These notes usually accompany an illustrated lecture. These 4 vids under category “Teaching – EMILY CARR CURRENT CDA Fall 2015” may also interest you:
Composition in painting or drawing can be compared to Composition in music. Firstly – The skill in the medium is somewhat independent from skill of composition: A person can be excellent at playing an instrument (drawing or painting) and not very good at writing imaginative music pieces (Composition) and vice versa. There are many excellent designers who do not draw particularly well, just as there are many excellent songwriters who play piano poorly. But, a person can sometimes be good at both (Mozart, Rembrandt). Secondly – Beyond skill and knowledge, there is an intuitive aspect…your own individual interpretation and personality speaking through your decisions and actions. BUT there is an intellectual aspect…your intentions and considered choices guided by your knowledge of principles and elements of design and of historical precedent. It’s pleasant to have precocious talent at this, but, have faith, almost every obstacle falls to bloody-minded persistence.
The usual factors of rhythm, balance, dominance, the nature of 2d and 3d space, positive-negative, etc. all apply as parts of Composition.
Numbers of Shapes-Use a few strong shapes or group larger numbers of shapes into fewer .
Create Hierarchy – make a few strong shapes out of many – Create Dominance. Less is more.
Check the edges- check the negative shapes
Check the figure-ground relationships for interest – can a transition/figure-ground reversal or a ‘yin-yang add interest?
The location of shapes and focal points is obviously a major consideration in Composition in pictures and for graphic design. These are some important related concepts. Some apply more to 2d space, some more to 3d space and some to both:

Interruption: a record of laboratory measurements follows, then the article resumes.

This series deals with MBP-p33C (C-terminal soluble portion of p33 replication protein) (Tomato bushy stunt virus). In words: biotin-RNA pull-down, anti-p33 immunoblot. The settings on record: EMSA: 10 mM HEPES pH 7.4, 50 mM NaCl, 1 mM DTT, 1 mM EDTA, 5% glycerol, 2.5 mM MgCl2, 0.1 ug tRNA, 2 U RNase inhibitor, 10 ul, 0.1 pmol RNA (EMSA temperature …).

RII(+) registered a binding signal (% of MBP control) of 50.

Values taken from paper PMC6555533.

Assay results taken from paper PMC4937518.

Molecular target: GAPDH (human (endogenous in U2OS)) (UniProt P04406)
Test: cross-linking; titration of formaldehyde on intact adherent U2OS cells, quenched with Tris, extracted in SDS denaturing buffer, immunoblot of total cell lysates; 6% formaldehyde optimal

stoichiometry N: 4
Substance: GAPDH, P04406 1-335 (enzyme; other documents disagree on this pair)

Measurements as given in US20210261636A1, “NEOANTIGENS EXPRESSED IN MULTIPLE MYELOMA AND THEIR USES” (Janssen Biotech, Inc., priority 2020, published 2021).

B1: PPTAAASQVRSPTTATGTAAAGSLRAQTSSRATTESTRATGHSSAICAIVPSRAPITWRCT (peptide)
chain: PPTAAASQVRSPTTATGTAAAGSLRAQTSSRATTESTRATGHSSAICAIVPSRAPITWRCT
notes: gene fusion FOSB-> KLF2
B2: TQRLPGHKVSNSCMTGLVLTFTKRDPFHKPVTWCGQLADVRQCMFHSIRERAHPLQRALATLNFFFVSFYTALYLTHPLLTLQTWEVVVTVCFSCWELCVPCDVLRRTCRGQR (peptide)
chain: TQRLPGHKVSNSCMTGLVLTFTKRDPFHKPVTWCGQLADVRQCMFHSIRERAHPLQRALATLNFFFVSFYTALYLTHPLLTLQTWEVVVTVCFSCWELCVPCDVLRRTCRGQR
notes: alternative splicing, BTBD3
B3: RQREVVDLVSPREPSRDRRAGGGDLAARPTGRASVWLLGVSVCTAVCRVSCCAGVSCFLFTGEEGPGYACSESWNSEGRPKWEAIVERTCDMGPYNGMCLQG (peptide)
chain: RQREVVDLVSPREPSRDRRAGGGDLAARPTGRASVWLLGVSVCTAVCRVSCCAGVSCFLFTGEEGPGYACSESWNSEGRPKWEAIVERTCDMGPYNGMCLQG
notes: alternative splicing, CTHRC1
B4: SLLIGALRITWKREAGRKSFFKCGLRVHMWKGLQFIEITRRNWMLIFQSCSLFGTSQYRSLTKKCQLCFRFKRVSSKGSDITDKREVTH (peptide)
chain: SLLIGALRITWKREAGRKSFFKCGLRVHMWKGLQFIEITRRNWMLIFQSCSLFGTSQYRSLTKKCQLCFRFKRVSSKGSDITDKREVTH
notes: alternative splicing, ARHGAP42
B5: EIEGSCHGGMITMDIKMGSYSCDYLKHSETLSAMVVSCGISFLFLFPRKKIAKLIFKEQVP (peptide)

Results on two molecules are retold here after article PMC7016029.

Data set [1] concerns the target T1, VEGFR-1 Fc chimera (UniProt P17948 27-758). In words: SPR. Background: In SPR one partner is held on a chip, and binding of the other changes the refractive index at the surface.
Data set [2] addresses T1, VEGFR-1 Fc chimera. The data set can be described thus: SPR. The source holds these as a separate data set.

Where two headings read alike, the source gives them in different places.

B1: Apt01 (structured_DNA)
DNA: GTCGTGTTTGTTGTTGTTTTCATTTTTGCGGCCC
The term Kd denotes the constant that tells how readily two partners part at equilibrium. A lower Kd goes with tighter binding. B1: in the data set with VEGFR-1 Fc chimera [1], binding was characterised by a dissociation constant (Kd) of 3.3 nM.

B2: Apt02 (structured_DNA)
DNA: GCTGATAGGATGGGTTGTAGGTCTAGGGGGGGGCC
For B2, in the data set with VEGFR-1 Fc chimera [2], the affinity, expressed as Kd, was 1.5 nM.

These are things our eyes are hard-wired to look at – Faces, figures, hands, details, meaning, signs symbols, contrast, saturation, strong gesture, etc.
Create a simple, clear choreography for the eye of the viewer.
Single focal point, double, triple, spirals, big gesture, etc.
The ‘Bagel’ concept
Avoid the edges, the centre, the corners. Try to locate focal points an unequal distance from each edge.
The ‘Grid’ concept
Grids are ancient aids to composition in all fields
Grids of one, two, three, etc
Rule of Thirds
Space/Form Organizational Concepts: Fore-Mid-Background
Space within a space,
Room -portal -vista
Events along a path
BEWARE OF RULES AND FORMULAS – It is all very well to know them, and there is some truth in them, but there is no substitute for developed intuitive sense honed through careful study. Also, a formula will usually tend toward balance, unity, stability, etc. Many contemporary artists may want the opposite – dissonance, imbalance. For these artists, formulas are recognized but avoided or played with. Rules are deliberately set up and then broken. Things are placed dead centre, lines run into corners, etc.. “Disturber elements” are introduced, such as a rotation, a diagonal, or a curve set against an otherwise stable grid arrangement.